It is unfortunately not unusual for an election to be held in adverse circumstances; recent votes in Iraq and Afghanistan come to mind.
But rarely has an election taken place in conditions as unpropitious as those prevailing in Haiti. To the massive earthquake that devastated much of the country 11 months ago have been added human need far beyond the capacity of international aid organisations, neglect, once the television cameras had left, and now a cholera epidemic that has overwhelmed already inadequate medical services.
As if all this was not enough, the controversy surrounding the origins of the cholera – widely associated, rightly or wrongly, with the arrival of Nepalese peacekeepers – has undermined efforts to enforce law and order and turned popular ire on to the UN. With more than 1.5 million people still homeless, it is hard imagine a worse combination.
The decision, against much advice to the contrary, that this election should go ahead nonetheless can be seen as the one bright spot in this bleak landscape. If the election proceeds smoothly, it could just mark a much-needed new beginning. Many Haitians, weary of corrupt, poor or non-existent leadership, doubt that a new president and a new legislature alone will improve anything. And it is easy to be cynical on their behalf. But leadership can make a difference and there has been no shortage of those putting themselves forward; 19 candidates are contesting the presidency, which makes a January run-off likely.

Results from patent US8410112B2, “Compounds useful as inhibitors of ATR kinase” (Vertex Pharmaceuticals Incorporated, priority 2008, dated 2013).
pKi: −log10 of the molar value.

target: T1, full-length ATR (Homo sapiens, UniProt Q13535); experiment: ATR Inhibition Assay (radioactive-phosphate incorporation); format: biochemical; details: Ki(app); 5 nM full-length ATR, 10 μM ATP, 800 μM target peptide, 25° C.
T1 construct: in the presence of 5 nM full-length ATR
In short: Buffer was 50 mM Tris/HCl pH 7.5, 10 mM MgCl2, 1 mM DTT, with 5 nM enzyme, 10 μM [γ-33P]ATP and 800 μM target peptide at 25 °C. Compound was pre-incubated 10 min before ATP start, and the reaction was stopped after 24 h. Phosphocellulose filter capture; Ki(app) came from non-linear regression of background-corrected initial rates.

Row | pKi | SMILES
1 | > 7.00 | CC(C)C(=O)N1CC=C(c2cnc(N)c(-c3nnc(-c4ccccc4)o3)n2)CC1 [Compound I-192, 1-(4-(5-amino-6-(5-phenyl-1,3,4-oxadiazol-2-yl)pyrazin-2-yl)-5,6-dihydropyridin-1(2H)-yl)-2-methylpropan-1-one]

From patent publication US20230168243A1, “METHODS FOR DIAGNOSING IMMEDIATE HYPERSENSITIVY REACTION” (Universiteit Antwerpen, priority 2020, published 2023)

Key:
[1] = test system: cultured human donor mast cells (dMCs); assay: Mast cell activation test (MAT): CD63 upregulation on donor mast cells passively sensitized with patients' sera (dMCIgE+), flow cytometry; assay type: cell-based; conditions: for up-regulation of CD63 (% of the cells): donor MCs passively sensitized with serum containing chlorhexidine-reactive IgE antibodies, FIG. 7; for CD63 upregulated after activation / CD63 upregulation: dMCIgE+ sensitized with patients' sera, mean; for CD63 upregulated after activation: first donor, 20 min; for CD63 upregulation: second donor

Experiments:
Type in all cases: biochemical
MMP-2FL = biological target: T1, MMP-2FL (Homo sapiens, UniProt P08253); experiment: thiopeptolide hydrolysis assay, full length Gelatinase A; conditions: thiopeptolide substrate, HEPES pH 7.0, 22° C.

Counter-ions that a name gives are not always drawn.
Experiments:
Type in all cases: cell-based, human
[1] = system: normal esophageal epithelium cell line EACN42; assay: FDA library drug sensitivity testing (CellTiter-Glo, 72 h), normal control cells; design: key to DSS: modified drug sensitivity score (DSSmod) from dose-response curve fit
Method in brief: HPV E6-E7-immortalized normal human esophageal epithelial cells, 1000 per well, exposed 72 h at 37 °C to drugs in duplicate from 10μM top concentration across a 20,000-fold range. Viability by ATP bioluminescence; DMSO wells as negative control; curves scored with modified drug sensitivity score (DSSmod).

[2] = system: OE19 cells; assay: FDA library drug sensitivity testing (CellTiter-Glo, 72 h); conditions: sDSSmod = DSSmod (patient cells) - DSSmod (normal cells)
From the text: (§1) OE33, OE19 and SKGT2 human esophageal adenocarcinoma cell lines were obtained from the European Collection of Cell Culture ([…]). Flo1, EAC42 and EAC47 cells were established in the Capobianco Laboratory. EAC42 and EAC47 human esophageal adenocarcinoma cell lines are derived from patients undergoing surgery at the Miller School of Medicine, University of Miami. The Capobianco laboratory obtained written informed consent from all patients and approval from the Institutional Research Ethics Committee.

The UN is responsible for running Sunday's elections, and they must be seen as credible, even if they fall short of being judged 100 per cent free and fair. Without a presentable mandate, no government will be able at once to build morale at home and attract vital funds from abroad. The challenge is huge, but it would be defeatist to dismiss it as impossible.